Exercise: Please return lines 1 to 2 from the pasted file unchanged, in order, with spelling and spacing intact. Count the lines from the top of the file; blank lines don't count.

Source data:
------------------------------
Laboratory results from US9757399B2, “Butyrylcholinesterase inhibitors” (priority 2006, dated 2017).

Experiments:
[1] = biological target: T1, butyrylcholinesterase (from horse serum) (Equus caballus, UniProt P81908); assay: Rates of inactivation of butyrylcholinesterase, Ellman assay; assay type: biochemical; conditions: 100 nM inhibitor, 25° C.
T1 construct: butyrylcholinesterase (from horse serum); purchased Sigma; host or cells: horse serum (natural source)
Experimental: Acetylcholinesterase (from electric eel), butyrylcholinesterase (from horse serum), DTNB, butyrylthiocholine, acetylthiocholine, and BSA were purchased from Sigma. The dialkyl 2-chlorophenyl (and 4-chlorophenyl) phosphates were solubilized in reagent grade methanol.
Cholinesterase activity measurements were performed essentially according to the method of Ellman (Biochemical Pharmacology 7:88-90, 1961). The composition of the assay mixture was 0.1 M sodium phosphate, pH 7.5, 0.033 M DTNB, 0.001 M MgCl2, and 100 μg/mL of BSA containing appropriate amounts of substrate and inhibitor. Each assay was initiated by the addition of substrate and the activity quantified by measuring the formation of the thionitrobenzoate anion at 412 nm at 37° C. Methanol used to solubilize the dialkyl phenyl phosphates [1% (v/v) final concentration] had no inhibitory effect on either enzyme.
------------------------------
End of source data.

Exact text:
Laboratory results from US9757399B2, “Butyrylcholinesterase inhibitors” (priority 2006, dated 2017).

Experiments: